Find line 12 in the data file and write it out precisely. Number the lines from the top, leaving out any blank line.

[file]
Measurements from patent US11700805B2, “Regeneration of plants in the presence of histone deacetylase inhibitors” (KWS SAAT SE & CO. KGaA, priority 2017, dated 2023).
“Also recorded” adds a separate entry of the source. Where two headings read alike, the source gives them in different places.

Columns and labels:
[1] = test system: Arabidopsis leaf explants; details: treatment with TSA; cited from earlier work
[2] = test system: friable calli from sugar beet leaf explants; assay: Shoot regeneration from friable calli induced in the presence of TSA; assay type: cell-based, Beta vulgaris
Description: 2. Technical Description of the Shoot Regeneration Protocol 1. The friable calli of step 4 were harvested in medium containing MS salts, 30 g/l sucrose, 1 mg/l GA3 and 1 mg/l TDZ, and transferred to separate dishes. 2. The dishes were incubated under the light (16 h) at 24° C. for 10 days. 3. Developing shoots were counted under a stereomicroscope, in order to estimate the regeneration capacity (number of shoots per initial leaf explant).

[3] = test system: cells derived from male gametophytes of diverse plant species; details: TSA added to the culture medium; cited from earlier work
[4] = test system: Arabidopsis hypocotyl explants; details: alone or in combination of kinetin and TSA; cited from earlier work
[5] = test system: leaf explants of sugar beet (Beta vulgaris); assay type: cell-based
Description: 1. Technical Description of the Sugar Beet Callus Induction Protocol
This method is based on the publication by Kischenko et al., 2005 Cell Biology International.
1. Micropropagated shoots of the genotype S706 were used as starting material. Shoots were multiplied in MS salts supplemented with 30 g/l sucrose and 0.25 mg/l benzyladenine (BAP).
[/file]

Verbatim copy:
1. Micropropagated shoots of the genotype S706 were used as starting material. Shoots were multiplied in MS salts supplemented with 30 g/l sucrose and 0.25 mg/l benzyladenine (BAP).